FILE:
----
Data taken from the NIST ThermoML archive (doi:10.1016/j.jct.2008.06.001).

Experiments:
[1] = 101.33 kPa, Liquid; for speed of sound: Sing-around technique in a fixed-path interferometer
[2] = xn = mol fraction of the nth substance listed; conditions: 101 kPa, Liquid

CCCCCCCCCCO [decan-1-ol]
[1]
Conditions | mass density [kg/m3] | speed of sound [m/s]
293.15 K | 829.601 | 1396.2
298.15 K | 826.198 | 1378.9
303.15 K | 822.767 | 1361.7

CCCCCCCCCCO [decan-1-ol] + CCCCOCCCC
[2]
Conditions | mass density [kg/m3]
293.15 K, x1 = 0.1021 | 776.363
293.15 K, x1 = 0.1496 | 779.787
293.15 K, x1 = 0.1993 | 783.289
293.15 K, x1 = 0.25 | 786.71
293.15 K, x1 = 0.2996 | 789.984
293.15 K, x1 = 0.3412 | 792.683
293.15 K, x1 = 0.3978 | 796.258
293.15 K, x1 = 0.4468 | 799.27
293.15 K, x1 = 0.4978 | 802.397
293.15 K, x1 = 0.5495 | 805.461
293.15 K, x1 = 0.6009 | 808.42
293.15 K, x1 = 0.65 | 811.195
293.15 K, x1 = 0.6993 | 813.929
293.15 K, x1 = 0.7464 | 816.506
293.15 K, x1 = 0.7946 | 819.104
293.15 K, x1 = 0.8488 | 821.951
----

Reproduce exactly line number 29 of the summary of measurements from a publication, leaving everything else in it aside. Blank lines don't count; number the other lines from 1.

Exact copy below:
293.15 K, x1 = 0.8488 | 821.951